I'm sure we all know that the pressure at the bottom of the ocean is high. A few documentaries have shown this by sinking a styrofoam ball many hundreds of meters below the surface and then pulling it back up to find that the ball has shrunk many times its size.
My question to you fags is this:
Suppose I drill a mine shaft 5km into the earth. Assuming that the mine shaft does not collapse on itself and it is not filled with water. What will happen if I drop a styrofoam ball into my mine shaft. Will it become shrunken? (Ignore temperature effects at these depths even though significant)
THE THING WITH MATH AND /SCI/ENCE IS THAT YOU CAN CALCULATE IT
FIND THE DENSITY OF AIR AND THEN ADD THE AMOUNT OF THAT AIR INTO THAT 5KM SHAFT AND SEE HOW MUCH WEIGHT IS APPLIED TO THE STYROFOAM BALL IN THAT HOLE
pressure is caused by the huge amount of material above the object being held in place by gravity. It's crushed by the WEIGHT of the atmosphere/ocean, so in that sense it is caused by gravity. But without any material if you sunk that same styrofoam ball in a vacuum tube, nothing would happen as long as the material in the tube itself could withstand all the pressure the ocean is exerting.
You're retarded. It isn't because water is heavier, its because the water and air together are pushing down on it. Jupiter has no water and it contains much lighter elements, yet the pressure inside it greatly exceeds our own.
I doubt it
we are under a few km of atmosphere and yet the pressure at sea level is only 1 bar
a few km added to this will only have a minimal increase of pressure
where underwater the pressure at a few km deep will be much, much, higher
your styrofoam could heat up and catch fire though
no really, it's because the water is heavier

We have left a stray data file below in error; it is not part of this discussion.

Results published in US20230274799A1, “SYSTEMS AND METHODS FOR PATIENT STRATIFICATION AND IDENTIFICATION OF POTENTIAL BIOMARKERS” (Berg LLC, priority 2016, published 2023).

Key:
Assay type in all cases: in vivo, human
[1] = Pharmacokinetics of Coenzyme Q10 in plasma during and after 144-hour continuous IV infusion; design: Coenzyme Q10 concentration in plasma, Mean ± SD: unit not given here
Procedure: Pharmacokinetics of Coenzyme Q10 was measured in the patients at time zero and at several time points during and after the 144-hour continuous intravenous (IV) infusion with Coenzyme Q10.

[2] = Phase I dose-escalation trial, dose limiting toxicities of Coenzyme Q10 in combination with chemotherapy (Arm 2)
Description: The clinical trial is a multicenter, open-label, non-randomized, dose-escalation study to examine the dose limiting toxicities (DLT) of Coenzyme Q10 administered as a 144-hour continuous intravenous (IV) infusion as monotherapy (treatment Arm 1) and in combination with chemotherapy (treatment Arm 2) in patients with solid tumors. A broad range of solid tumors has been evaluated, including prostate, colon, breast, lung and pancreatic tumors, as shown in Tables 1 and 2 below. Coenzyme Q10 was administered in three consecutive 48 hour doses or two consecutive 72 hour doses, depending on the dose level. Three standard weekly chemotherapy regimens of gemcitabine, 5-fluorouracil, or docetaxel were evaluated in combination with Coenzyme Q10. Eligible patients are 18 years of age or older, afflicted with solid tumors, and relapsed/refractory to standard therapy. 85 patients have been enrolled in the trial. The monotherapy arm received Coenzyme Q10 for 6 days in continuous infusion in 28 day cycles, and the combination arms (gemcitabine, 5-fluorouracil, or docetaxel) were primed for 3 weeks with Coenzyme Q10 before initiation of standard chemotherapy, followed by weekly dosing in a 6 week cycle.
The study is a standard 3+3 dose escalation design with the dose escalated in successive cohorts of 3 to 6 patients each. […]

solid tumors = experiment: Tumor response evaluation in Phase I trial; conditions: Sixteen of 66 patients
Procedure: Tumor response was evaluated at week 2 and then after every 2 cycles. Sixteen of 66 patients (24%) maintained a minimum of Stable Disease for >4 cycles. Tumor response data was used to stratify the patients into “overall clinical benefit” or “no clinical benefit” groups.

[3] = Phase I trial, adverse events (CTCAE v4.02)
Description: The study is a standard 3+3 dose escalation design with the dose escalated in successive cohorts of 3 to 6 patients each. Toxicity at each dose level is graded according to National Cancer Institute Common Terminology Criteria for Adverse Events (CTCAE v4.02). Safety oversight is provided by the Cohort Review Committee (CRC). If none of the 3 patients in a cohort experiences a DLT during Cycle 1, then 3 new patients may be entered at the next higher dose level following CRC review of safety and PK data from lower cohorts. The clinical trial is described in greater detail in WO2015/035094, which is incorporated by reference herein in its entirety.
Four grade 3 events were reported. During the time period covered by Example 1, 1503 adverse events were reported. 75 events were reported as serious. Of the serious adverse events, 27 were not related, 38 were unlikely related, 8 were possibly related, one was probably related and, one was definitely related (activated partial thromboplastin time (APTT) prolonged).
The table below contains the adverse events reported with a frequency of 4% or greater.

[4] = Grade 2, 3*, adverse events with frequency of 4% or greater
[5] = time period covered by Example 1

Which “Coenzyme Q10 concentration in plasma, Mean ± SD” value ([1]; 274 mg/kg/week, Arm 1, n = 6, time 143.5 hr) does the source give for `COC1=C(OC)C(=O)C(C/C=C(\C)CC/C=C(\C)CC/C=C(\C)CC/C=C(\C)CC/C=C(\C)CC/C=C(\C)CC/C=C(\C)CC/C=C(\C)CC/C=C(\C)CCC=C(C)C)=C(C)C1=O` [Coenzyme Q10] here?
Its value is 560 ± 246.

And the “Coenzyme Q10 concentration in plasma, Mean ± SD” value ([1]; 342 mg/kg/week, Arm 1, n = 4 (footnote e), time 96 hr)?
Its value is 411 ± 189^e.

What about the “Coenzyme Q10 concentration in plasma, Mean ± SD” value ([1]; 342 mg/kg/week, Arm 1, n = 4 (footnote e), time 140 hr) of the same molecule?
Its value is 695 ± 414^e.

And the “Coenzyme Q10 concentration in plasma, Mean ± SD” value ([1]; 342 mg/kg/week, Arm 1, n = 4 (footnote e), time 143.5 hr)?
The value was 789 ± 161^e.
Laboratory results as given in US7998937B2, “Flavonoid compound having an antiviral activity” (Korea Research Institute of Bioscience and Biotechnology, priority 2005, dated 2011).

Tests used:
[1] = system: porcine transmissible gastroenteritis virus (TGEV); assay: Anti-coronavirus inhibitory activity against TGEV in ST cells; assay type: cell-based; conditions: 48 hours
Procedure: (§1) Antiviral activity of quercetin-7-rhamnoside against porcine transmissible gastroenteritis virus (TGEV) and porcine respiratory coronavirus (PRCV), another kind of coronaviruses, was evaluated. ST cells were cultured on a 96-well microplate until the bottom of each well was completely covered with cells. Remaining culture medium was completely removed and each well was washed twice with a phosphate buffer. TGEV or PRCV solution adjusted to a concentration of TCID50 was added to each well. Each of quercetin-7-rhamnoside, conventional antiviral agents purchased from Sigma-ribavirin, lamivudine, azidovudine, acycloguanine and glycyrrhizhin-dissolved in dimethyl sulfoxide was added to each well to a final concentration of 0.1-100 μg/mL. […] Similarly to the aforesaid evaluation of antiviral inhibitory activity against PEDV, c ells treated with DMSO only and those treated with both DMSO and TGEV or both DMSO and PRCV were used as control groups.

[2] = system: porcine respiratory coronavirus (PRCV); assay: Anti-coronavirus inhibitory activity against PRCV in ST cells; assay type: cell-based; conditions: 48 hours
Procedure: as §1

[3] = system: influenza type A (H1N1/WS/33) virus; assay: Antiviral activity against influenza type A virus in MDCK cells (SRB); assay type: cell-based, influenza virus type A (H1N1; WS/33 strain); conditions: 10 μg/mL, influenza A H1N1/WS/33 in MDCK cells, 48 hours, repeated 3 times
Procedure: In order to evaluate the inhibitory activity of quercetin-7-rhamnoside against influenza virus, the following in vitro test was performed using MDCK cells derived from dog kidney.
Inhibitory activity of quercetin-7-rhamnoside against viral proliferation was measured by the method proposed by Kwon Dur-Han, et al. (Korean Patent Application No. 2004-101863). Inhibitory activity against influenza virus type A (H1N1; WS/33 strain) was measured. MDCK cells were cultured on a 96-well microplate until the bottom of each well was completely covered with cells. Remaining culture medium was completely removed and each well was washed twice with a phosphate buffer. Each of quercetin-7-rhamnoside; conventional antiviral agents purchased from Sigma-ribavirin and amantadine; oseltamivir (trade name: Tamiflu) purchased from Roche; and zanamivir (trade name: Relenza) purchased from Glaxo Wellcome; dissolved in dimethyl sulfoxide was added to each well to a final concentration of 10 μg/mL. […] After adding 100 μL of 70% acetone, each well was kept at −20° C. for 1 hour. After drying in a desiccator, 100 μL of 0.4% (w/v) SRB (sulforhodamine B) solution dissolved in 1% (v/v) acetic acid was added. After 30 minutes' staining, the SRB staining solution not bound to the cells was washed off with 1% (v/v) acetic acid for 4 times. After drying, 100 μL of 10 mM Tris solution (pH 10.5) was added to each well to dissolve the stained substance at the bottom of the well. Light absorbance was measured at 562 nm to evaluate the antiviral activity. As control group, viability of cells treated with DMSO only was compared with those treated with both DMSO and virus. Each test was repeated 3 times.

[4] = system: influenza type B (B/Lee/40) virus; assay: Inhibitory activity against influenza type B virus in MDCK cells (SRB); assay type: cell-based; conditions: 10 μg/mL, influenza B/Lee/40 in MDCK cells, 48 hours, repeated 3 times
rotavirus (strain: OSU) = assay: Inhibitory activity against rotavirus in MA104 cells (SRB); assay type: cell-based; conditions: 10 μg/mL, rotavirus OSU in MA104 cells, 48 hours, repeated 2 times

at 3000 feet deep only about 1 percent of the pressure is due to the weight of the air
The pressure from water exceeds that from the entire atmosphere worth of air pushing on you at roughly 30 feet below the surface.
a 5km column of air will not raise the pressure any appreciable amount
>a 5km column of air will not raise the pressure any appreciable amount
bullshit. a vertical change in just a couple hundred meters at sea level produces noticeable pressure differences.
Air is about 780 times less dense than seawater. Thus, if you were to sink a ball 5km into your shaft, you might expect it to become as compressed as a ball would if you sunk it about 6 and a half meters underwater.
> Anonymous 11/06/15(Fri)21:38:45 No.7642495▶>>7642498
>going down also produces noticeable pressure differences
> Anonymous 11/06/15(Fri)21:39:45 No.7642498▶>>7642576
>going down below sea level you fucking aspie?
171kPa compared to 101kPa. So 70% more.
This link does the calculations for you.
I've used it to teach my year 8s, you should find it useful.
Be polite. You fucking retard.
>OP asks a basic question.
>/sci/ proceeds to flip their collective shit.
>THE THING WITH MATH AND /SCI/ENCE IS THAT YOU CAN CALCULATE IT
Then explain Mythbusters... while those guys would go out and drill the hole, you'd be inside masturbating with paper and pencil.
Doing it > thinking about it.